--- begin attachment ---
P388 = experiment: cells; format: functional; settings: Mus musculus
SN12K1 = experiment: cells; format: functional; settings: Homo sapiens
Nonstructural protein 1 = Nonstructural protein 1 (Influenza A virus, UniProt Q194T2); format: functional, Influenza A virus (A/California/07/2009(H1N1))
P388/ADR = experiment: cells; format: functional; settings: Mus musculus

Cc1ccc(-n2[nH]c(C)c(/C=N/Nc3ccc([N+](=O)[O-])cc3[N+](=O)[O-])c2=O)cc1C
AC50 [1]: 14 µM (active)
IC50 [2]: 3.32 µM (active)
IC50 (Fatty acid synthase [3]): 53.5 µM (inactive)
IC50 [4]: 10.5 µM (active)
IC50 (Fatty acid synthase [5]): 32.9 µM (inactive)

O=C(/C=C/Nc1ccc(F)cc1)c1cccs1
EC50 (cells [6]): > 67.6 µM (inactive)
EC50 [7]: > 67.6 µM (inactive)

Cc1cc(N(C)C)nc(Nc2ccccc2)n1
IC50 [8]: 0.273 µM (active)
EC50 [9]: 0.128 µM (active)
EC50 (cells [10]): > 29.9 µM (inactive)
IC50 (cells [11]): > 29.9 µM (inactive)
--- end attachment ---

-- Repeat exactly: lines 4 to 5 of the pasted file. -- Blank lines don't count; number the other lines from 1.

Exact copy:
P388/ADR = experiment: cells; format: functional; settings: Mus musculus

Cc1ccc(-n2[nH]c(C)c(/C=N/Nc3ccc([N+](=O)[O-])cc3[N+](=O)[O-])c2=O)cc1C